- Redesign a web page/site you don't like. Something that looks like it was from the past.
- Design a web page for your favorite brand(s)/celebrity. It could be about your favorite shoes or your favorite band. And yes, I need to stop saying 'favorite'.
- Design a web page for a fictitious product, service or company. Do you have a crazy idea? An app or something that you think that will change the world? Go ahead, create a web page about it.

Lastly, I highly recommend you to immerse and digest design materials. It can be books, articles or just screenshots/images/design studies from Behance and/or Pinterest. This will inspire you and hopefully open your eyes for good design.

Hope this helps :)

Update: Here's an Inspiring person who built 180 websites in 180 days.
180 Websites in 180 Days: How I Learned to Code - Lean In

Another Update: Check out my other answer about learning Web Design Here in Quora.

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Posted on 14 April 2015

What technologies does Google use for their own Google Chrome apps?

As far as I heard for many applications they still use something similar to GWT (Google Web Toolkit) that cross compiles Java to JavaScript. That allows them to share code between the browser and Android apps. That combined with their Closure compiler library which is used extensively.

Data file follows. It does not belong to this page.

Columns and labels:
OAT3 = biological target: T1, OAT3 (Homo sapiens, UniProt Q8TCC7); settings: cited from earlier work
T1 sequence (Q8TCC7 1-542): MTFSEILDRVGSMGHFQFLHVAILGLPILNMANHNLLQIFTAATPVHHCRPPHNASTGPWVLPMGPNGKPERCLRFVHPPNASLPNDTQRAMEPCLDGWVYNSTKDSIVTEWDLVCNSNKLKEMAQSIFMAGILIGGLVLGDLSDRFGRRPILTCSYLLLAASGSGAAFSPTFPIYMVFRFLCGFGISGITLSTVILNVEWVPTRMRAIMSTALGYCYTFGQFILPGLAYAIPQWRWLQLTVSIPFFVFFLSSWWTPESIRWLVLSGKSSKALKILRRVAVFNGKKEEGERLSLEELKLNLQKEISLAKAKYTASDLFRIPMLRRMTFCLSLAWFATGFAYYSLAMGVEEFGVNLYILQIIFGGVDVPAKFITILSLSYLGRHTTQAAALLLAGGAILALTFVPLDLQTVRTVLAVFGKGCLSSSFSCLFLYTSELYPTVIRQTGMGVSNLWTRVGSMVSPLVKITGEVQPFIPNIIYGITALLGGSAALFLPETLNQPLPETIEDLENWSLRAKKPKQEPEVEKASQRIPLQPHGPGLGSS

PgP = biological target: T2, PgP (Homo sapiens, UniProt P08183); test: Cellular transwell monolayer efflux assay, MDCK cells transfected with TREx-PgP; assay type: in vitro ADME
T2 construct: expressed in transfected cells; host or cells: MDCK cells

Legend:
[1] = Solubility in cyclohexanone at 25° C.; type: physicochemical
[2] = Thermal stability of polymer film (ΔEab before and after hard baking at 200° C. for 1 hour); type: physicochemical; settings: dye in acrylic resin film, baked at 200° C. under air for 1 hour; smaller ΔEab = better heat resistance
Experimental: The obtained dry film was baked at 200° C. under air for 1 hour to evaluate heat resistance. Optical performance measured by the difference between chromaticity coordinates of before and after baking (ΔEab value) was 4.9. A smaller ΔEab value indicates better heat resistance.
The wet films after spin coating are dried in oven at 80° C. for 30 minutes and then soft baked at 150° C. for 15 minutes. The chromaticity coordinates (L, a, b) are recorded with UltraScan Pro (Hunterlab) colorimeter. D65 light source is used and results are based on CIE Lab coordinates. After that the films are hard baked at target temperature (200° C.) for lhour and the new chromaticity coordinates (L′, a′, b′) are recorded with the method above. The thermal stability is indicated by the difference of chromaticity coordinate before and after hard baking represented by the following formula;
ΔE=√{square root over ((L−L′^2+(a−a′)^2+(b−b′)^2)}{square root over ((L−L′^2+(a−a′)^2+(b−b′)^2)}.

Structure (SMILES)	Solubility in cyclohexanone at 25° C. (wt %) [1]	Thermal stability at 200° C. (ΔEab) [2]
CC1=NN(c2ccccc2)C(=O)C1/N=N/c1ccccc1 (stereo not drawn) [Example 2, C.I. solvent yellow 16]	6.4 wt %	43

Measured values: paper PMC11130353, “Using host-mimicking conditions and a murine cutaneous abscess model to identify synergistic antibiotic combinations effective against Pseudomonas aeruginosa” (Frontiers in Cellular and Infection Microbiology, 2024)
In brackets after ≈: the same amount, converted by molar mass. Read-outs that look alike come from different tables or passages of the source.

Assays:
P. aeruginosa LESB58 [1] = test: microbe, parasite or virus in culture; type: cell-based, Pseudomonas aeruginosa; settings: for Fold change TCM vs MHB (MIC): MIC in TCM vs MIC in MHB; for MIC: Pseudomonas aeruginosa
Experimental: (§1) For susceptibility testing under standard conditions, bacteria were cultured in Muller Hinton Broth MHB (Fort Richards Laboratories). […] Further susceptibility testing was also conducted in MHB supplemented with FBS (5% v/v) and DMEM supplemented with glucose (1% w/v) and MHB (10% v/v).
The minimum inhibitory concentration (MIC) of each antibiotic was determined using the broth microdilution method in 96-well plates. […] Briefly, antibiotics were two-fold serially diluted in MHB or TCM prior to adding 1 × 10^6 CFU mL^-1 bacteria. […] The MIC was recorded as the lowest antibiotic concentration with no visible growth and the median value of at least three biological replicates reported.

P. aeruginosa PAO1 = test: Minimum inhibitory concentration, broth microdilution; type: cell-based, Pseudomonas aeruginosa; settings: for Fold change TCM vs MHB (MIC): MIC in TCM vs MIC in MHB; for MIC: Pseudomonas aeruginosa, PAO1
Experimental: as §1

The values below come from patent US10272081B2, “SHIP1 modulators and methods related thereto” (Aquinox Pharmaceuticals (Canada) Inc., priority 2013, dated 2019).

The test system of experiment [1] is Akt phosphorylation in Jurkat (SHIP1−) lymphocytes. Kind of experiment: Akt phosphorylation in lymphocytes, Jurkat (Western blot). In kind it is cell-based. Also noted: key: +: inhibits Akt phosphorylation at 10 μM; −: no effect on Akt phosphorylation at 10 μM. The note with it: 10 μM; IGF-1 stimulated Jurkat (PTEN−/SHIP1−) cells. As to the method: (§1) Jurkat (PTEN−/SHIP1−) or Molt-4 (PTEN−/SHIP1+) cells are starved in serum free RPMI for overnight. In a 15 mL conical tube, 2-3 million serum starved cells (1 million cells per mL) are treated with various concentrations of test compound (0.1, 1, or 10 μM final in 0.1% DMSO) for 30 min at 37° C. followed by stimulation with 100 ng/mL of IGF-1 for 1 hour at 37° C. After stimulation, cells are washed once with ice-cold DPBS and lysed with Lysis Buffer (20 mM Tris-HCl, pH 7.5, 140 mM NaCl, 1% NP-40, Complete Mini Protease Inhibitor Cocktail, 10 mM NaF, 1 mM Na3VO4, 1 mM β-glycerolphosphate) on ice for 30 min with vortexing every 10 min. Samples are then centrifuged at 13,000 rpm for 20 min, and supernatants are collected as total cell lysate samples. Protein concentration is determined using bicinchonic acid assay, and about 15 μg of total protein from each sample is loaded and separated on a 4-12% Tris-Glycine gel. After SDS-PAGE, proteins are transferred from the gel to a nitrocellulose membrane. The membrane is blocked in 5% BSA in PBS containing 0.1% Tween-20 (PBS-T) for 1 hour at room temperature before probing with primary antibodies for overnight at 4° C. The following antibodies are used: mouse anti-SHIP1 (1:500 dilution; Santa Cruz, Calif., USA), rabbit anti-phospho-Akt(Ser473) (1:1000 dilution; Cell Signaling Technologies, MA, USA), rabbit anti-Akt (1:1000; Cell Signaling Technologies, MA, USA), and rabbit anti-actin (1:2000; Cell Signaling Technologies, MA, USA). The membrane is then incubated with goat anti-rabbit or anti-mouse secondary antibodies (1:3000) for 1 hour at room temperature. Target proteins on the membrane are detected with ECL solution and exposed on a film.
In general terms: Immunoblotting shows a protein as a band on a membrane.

Google Inbox is an example that uses this approach. Here are some links that detail their approach there:
Some internal apps are written in Angular as well (as far as I've read) but not many public ones..

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Posted on 7 January 2015

What are common mistakes user experience designers make?

1. Trying to account for every imaginable use case

One of the most common mistakes I see designers make is not recognizing that trying to account for every single thing that every type of user might want to do isn't always a great approach.